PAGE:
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Do Sunspots Matter? Evidence from an Experimental Study of Bank Runs

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  • Jasmina Arifovic
  • Janet Hua Jiang

Abstract

A "sunspot" is a variable that has no direct impact on the economy’s fundamental condition, such as preferences, endowments or technologies, but may nonetheless affect economic outcomes through the expectations channel as a coordination device. This paper investigates how people react to sunspots in the context of a bank-run game in a controlled laboratory environment. The sunspot variable is a series of random public announcements predicting withdrawal outcomes. The treatment variable is the coordination parameter, defined as the minimum fraction of depositors required to wait so that waiting entails a higher payoff than withdrawing. We conduct treatments with a high, low and intermediate value of the coordination parameter. Although theory predicts that sunspot equilibria exist in all treatments, strong responses to sunspots only occur in the treatment featuring the intermediate value of the coordination parameter where strategic uncertainty is high. The policy implication is that people tend to respond strongly to public announcements during times of uncertainty. In those situations, communication to the public must be treated with extra care.

Suggested Citation

  • Jasmina Arifovic & Janet Hua Jiang, 2014. "Do Sunspots Matter? Evidence from an Experimental Study of Bank Runs," Staff Working Papers 14-12, Bank of Canada.
  • Handle: RePEc:bca:bocawp:14-12
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    Cited by:

    1. Siebert, Jan & Yang, Guanzhong, 2017. "Discoordination and miscoordination caused by sunspots in the laboratory," Working Papers on East Asian Studies 114/2017, University of Duisburg-Essen, Institute of East Asian Studies IN-EAST.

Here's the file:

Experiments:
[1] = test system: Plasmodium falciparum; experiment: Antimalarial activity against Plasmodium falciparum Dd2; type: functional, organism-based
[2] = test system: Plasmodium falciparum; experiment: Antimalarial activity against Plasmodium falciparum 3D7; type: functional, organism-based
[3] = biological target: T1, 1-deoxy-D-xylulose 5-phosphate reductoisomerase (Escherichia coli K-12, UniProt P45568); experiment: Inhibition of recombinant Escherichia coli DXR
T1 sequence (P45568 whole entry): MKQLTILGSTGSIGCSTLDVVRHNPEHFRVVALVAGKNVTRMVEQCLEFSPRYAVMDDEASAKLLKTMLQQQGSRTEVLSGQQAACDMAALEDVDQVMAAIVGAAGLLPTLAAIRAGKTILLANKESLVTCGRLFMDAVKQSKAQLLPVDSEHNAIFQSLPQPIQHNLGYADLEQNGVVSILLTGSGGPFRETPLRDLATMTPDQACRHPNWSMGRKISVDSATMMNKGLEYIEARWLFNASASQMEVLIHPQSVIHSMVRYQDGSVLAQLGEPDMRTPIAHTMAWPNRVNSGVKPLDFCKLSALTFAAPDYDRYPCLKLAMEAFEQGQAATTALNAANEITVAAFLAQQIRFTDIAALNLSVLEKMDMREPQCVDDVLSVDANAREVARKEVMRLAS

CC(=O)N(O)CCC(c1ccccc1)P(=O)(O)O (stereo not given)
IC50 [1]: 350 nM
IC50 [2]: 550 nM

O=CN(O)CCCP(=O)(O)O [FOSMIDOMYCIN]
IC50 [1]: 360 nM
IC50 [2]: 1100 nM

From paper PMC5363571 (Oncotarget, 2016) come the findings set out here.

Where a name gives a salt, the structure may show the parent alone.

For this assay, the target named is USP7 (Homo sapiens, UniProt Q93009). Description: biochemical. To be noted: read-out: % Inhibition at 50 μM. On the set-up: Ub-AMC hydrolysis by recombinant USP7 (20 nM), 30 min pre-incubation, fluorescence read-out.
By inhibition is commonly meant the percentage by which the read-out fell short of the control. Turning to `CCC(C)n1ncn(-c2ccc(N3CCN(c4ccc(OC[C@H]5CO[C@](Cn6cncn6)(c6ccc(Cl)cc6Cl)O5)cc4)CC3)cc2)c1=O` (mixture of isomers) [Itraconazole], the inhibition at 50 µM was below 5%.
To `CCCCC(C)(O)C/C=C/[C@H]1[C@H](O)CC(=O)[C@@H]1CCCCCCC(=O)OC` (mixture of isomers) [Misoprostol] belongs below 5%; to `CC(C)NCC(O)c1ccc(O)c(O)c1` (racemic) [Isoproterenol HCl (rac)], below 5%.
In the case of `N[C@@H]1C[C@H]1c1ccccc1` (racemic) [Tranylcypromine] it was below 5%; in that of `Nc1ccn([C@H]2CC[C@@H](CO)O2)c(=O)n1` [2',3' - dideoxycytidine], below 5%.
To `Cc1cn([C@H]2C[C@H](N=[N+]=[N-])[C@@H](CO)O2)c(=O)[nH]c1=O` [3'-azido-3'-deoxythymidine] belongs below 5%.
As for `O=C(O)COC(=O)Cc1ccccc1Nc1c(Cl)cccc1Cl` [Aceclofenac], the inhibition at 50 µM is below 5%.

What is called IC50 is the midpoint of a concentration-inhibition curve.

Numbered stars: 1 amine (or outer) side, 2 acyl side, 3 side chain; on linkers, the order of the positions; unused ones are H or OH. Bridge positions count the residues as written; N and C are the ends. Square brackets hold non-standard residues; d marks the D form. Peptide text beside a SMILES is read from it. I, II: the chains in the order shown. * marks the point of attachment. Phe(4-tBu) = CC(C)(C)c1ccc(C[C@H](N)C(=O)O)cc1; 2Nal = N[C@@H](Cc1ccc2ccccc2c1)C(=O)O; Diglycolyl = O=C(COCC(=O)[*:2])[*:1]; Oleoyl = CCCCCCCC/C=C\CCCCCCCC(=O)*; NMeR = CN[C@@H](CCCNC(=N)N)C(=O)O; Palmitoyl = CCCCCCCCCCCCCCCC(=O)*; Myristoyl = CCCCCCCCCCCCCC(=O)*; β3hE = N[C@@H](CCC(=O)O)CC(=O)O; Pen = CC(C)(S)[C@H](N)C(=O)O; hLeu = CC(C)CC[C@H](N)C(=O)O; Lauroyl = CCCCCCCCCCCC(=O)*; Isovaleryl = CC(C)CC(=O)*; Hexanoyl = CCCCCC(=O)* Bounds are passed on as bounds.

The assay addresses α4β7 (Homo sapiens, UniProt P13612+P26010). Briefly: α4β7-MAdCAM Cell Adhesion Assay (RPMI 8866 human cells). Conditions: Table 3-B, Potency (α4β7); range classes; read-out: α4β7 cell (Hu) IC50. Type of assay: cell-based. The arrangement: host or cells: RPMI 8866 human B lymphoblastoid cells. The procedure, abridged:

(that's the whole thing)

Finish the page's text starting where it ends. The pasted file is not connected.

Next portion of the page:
2. repec:spr:joevec:v:27:y:2017:i:5:d:10.1007_s00191-017-0504-x is not listed on IDEAS
    3. Eloisa Campioni & Vittorio Larocca & Loredana Mirra & Luca Panaccione, 2017. "Financial literacy and bank runs: an experimental analysis," CEIS Research Paper 402, Tor Vergata University, CEIS, revised 07 Jul 2017.
    4. Gabriele Camera & Marco Casari & Stefania Bortolotti, 2016. "An Experiment on Retail Payments Systems," Journal of Money, Credit and Banking, Blackwell Publishing, vol. 48(2-3), pages 363-392, March.
    5. Noemi Schmitt & Frank Westerhoff, 2017. "Heterogeneity, spontaneous coordination and extreme events within large-scale and small-scale agent-based financial market models," Journal of Evolutionary Economics, Springer, vol. 27(5), pages 1041-1070, November.

    More about this item

    Keywords

    Financial markets; Financial stability;

    JEL classification:

    • C91 - Mathematical and Quantitative Methods - - Design of Experiments - - - Laboratory, Individual Behavior
    • C92 - Mathematical and Quantitative Methods - - Design of Experiments - - - Laboratory, Group Behavior
    • D80 - Microeconomics - - Information, Knowledge, and Uncertainty - - - General
    • E58 - Macroeconomics and Monetary Economics - - Monetary Policy, Central Banking, and the Supply of Money and Credit - - - Central Banks and Their Policies
    • G20 - Financial Economics - - Financial Institutions and Services - - - General

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